Texas Western Championship Jersey Auction

A game-worn Texas Western jersey from the historic 1966 championship game is on the auction block.

The jersey believed to be the one worn by Texas Western point guard Willie Worsley during the 1966 national championship game against Kentucky is heading to auction.

Photo The jersey was saved for more than 30 years by Danny Whitlock, a backup point guard for UTEP from 1970-72. Whitlock said he was a graduate assistant for head coach Don Haskins after his playing career, and obtained six of the game-used jerseys in 1974. “We were in the gym and I heard that the trainers were going to throw them away because they had to make room for more equipment,” said Whitlock, who is now 56 and needs the money to put toward the cost of a liver transplant and 24-hour care for his handicapped son. “So they gave me them in a laundry bag and I put them in my trunk.”

Whitlock had no idea that any of the jerseys would be considered valuable one day. He said he gave the jerseys to his friends and they wore them for pickup games. Whitlock said he wore the No. 14 jersey of Bobby Joe Hill, the star guard of the team. When it got ripped and tattered, Whitlock said he threw it out. The only surviving jersey of his lot is Worsley’s, which Whitlock said he never wore. “I thought I’d keep one for old time’s sake,” Whitlock said. “It’s amazing I still have it. I’ve rescued it out of a few garage sales.”

Whitlock and his wife, needing to pay off their debts, looked around the house a few months ago trying to find items that would have some value. They figured the jersey might be worth a couple of hundred dollars. When they heard that the story of the 1966 national championship game, in which Texas Western started five African-American players and beat Adolph Rupp’s Kentucky team, would be memorialized in a book and a movie, both titled “Glory Road,” the Whitlocks knew that it was time to part with the jersey.

Thanks in part to the historical nature of the item, combined with the attention from the book — which hit shelves in November — and the movie, which was released nationwide on Friday, the auction house has estimated that the jersey is now worth between $8,000 and $10,000. The movie was made by an arm of the Walt Disney Co., which is the parent company of ESPN.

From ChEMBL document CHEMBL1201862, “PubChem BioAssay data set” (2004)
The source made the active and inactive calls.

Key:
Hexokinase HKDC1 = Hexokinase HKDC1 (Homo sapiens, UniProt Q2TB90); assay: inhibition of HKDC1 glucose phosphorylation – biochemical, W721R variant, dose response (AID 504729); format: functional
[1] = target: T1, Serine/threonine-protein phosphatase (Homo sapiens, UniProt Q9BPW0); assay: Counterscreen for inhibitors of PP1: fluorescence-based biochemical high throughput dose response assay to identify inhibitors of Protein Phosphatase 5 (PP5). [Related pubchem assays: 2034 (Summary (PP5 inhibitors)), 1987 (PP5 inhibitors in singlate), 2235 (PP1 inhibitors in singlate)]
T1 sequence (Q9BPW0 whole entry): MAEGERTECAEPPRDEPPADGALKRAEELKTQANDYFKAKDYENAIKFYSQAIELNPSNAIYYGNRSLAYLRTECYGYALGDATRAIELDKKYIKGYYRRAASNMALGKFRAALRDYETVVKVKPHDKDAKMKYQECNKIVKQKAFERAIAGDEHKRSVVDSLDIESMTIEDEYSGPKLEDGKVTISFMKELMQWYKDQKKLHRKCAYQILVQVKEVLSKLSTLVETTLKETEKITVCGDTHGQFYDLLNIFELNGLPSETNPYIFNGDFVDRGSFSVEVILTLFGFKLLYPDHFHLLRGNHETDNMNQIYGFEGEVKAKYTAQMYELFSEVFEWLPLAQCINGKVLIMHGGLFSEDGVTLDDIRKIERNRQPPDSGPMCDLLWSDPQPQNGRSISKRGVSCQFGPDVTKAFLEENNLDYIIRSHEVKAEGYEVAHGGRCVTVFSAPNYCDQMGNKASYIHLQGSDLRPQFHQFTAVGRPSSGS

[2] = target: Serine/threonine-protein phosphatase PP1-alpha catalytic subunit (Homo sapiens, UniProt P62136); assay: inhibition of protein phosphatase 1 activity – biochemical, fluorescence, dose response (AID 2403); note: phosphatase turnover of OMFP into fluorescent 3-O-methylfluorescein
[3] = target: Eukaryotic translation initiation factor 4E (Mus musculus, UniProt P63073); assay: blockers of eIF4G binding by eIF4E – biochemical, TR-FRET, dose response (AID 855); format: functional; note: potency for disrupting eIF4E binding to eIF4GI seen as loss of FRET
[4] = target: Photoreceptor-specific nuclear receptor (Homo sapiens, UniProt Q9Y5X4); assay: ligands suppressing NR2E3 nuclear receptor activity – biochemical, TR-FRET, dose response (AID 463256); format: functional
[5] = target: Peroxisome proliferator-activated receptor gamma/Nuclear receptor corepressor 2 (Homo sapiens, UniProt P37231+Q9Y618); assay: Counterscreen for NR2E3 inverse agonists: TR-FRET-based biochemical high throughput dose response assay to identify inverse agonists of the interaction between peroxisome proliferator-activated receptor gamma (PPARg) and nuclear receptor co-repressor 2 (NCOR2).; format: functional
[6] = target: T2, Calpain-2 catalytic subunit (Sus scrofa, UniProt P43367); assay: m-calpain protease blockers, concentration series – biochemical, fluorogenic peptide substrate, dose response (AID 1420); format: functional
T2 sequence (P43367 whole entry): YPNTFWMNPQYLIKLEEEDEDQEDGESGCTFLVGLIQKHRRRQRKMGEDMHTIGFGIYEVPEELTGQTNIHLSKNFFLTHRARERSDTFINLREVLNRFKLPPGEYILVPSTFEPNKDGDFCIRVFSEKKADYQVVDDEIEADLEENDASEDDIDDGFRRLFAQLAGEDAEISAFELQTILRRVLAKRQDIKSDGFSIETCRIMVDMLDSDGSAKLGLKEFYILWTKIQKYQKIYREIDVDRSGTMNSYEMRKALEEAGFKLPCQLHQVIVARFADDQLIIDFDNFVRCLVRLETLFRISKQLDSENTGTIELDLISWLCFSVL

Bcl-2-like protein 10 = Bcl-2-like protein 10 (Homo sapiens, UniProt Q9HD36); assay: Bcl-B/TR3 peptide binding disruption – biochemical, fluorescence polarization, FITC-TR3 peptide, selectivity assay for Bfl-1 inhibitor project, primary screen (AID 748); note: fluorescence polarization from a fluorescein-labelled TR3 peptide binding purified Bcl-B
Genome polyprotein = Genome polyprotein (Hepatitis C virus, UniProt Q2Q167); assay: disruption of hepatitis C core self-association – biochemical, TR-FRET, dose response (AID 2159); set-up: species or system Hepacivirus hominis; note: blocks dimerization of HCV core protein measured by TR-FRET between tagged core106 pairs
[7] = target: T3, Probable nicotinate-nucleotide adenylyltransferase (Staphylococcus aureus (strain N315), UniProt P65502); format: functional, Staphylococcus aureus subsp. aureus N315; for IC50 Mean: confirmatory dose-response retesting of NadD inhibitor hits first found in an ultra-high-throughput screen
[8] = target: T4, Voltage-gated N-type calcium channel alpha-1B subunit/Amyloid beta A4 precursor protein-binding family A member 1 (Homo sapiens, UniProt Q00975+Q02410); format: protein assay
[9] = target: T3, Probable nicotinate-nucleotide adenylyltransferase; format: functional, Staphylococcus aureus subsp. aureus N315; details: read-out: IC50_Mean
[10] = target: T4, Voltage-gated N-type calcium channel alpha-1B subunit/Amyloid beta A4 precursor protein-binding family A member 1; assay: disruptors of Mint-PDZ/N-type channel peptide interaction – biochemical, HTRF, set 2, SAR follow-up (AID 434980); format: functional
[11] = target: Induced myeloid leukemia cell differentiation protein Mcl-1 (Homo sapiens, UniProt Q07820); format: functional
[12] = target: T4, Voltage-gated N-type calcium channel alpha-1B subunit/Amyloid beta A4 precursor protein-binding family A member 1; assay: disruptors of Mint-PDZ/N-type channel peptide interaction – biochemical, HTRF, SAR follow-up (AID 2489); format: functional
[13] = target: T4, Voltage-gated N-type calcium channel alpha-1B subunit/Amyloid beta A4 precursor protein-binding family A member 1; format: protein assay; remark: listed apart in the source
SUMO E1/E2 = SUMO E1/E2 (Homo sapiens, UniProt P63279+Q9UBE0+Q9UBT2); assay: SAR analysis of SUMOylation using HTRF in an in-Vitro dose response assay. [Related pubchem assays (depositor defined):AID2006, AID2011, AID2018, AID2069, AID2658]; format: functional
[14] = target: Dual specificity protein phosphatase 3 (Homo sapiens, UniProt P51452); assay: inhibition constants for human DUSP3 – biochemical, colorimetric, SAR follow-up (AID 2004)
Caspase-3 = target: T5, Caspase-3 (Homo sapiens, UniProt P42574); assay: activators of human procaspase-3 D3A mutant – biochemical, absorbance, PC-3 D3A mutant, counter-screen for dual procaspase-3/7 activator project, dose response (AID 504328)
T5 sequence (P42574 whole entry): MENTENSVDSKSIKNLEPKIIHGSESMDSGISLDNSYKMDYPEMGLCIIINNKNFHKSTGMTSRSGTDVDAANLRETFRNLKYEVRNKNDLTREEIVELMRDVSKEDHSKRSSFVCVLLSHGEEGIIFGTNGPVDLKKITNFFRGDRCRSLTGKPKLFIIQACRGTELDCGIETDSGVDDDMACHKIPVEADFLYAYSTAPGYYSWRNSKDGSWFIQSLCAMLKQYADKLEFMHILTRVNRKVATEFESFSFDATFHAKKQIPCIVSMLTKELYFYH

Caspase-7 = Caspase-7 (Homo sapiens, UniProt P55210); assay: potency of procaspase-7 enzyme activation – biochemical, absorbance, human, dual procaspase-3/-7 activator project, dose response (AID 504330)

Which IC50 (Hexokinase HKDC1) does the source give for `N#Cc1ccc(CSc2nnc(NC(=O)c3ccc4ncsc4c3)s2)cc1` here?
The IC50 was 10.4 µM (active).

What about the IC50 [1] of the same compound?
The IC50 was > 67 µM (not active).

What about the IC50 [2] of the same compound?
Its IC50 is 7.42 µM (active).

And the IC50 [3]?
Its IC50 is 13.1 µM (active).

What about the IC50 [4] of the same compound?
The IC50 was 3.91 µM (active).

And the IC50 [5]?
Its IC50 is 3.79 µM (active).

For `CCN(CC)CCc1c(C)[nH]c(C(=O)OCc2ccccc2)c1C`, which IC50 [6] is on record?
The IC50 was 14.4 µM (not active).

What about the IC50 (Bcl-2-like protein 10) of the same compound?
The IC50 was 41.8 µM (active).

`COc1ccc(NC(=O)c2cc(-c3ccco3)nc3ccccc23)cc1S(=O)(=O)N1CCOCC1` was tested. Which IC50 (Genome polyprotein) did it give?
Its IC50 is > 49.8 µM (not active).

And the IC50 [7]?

If there was ever a reason to sell something of that much historical significance, a liver transplant and treatment for your kid is it.

FILED UNDER: General
James Joyner
About James Joyner
James Joyner is Professor and Department Head of Security Studies at Marine Corps University's Command and Staff College and a nonresident senior fellow at the Scowcroft Center for Strategy and Security at the Atlantic Council. He's a former Army officer and Desert Storm vet. Views expressed here are his own. Follow James on Twitter @DrJJoyner.

Comments

  1. spencer says:

    I wonder what it says about our system that a successful, middle class, American is being driven to this to cover his families medical expenses. what would happen if he hadn’t been so “lucky” to have these valuable assets.

  2. James Joyner says:

    The fact that he apparently doesn’t have medical insurance at age 56 may refute the idea the he’s “a successful, middle class, American.”

  3. spencer says:

    James — the quoted article does say anything about his health insurance.

    What is your source for the statement that he did not have health insurance ?

  4. James Joyner says:

    Spencer: Health insurance, at least decent health insurance, pays the type of costs Whitlock is purportedly selling the jersey to pay. Ergo, one presumes he either is uninsured or has very paltry health insurance.

    Successful middle aged men with families tend to have very good health insurance. Ergo. . .

  5. spencer says:

    I can assume the moon is made of green cheese, but that does not make me correct.

    Actually, many employeed people who think they have good insurance end up in the position he is when they find their insurance is not as good as they thought.

    What is it about conservatives that they so often just assume the facts?

    Maybe if you were a little more careful with facts you would have more credibility.

  6. kevin says:

    not always does medical ins. cover all of the expenses for a liver transplant i know one of my friends had the same problem with her medical ins. not covering all the costs of her transplant and she is very well off so just cus the man has a good job and good ins.dosent mean that his coverage is high enough